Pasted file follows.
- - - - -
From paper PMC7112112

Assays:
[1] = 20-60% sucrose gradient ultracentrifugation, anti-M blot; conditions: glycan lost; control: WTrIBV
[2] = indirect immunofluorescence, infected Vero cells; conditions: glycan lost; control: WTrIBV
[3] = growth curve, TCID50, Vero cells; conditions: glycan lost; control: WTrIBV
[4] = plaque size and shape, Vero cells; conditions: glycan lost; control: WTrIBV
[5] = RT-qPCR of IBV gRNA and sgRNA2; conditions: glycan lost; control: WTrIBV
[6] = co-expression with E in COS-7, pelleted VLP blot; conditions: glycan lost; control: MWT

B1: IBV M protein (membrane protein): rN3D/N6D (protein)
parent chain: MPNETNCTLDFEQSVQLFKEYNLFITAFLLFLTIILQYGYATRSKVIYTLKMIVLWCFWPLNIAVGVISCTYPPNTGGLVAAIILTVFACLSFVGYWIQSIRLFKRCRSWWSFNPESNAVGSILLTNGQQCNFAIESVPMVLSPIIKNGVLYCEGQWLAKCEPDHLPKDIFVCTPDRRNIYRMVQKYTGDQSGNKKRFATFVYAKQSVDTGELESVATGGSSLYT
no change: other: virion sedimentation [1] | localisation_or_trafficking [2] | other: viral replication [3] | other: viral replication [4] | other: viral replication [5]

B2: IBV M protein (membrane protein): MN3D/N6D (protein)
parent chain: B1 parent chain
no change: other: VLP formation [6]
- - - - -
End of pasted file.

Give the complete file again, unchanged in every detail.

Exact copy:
From paper PMC7112112

Assays:
[1] = 20-60% sucrose gradient ultracentrifugation, anti-M blot; conditions: glycan lost; control: WTrIBV
[2] = indirect immunofluorescence, infected Vero cells; conditions: glycan lost; control: WTrIBV
[3] = growth curve, TCID50, Vero cells; conditions: glycan lost; control: WTrIBV
[4] = plaque size and shape, Vero cells; conditions: glycan lost; control: WTrIBV
[5] = RT-qPCR of IBV gRNA and sgRNA2; conditions: glycan lost; control: WTrIBV
[6] = co-expression with E in COS-7, pelleted VLP blot; conditions: glycan lost; control: MWT

B1: IBV M protein (membrane protein): rN3D/N6D (protein)
parent chain: MPNETNCTLDFEQSVQLFKEYNLFITAFLLFLTIILQYGYATRSKVIYTLKMIVLWCFWPLNIAVGVISCTYPPNTGGLVAAIILTVFACLSFVGYWIQSIRLFKRCRSWWSFNPESNAVGSILLTNGQQCNFAIESVPMVLSPIIKNGVLYCEGQWLAKCEPDHLPKDIFVCTPDRRNIYRMVQKYTGDQSGNKKRFATFVYAKQSVDTGELESVATGGSSLYT
no change: other: virion sedimentation [1] | localisation_or_trafficking [2] | other: viral replication [3] | other: viral replication [4] | other: viral replication [5]

B2: IBV M protein (membrane protein): MN3D/N6D (protein)
parent chain: B1 parent chain
no change: other: VLP formation [6]